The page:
This super specialized art, which earned the UNTH the status of National Centre of Excellence in cardiothoracic surgery and medicine some years back, was abandoned for almost 10 years. The Amah administration has now provided a dedicated facility for resumption of open heart surgery. This was done with internally generated revenue in collaboration with international partners, The VOOM Foundation USA, as well as equipment support from Education Trust Fund, ETF, from the parent University of Nigeria. The UNTH resumed the abandoned open heart surgery in March 2013.
About 25 patients were said to have benefited from open heart surgery conducted by a team of foreign and local health experts at UNTH. Open heart surgery was first conducted in UNTH in 1974 by a team of foreign and local experts led by the late Professor F.A. Udekwu and that was the first ever in Black Sub-Saharan Africa. Many more open heart surgery was done in UNTH including the Kanu Nwankwo Heart Foundation of 2003.
Thereafter it was suspended due largely to the movement of the hospital to its permanent site which had no facility for it until Amah administration broke the jinx in March this year. This was done in line with the Jonathan administration’s quest to stem medical tourism overseas by Nigerians estimated to have gulped N250 billion annually.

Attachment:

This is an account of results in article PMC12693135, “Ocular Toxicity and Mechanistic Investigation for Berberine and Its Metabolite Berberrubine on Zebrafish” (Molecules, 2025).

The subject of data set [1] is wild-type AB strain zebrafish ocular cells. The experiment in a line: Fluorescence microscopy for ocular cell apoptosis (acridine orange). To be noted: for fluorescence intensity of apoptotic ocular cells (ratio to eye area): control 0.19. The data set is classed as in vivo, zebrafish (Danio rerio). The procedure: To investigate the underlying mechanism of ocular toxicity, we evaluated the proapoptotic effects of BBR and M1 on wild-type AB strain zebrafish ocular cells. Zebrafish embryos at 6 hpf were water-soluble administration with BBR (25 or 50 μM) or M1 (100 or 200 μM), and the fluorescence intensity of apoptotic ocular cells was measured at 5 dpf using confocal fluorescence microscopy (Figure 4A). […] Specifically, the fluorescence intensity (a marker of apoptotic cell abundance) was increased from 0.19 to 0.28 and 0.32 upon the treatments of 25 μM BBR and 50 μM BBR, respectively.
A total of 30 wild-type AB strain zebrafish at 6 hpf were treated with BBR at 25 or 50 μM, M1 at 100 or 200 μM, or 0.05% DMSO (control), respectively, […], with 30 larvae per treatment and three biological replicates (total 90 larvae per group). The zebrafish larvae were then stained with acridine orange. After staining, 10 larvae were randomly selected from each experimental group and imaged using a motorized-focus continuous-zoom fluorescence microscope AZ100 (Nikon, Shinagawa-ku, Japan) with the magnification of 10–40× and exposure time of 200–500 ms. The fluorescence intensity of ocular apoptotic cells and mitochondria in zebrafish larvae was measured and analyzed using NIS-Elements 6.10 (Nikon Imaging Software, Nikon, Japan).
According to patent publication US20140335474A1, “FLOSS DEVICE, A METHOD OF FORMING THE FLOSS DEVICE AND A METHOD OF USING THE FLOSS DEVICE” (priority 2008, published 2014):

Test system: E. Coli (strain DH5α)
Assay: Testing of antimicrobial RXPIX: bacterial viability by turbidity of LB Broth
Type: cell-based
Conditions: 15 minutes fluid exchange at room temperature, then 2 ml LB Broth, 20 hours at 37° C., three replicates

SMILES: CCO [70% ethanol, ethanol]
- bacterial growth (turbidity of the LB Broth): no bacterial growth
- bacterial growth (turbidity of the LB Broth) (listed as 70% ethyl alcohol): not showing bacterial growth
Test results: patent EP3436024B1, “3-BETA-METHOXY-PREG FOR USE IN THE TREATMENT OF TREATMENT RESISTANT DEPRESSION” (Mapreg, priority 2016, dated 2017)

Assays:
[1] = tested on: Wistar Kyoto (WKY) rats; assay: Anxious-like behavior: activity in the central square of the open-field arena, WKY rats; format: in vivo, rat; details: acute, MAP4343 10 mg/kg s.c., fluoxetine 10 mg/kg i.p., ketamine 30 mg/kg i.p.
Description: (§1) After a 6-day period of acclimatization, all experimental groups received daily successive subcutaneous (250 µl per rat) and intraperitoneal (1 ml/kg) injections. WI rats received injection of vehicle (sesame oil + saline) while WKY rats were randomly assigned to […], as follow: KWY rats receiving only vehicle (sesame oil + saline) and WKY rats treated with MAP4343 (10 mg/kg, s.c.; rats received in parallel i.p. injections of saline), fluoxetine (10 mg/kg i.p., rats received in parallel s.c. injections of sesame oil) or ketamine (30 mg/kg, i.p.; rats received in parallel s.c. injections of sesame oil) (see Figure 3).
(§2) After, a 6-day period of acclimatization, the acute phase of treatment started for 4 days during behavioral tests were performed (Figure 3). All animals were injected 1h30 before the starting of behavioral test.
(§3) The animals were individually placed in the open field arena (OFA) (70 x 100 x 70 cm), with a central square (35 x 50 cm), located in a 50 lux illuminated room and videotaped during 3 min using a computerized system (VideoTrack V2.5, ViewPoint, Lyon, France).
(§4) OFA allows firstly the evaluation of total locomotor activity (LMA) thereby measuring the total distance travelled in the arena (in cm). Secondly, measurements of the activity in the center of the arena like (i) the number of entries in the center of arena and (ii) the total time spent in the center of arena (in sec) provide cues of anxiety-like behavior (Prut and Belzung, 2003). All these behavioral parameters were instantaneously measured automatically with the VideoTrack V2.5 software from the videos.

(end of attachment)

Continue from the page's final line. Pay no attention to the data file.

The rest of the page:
The open heart surgery is highly subsidized. For instance, open heart surgery that costs over N2 million overseas, is performed by UNTH at less than N500,000. This has been made possible through the contributions of the hospital’s international collaborators and philanthropy of some well-meaning Nigerians.
An open heart medical mission has been slated for December. In addition to the team from VOOM Foundation, the International Children Heart Foundation is going to launch a Pediatric Open Heart Surgery programme at UNTH, the first of its kind in Nigeria, Amah disclosed.
Already, VOOM Foundation has done three missions and they were rated as very successful and it has returned Nigeria once again on the list of countries in Africa and the world where open heart surgery carried out and this is acknowledged as a major effort in curbing medical tourism out of the country.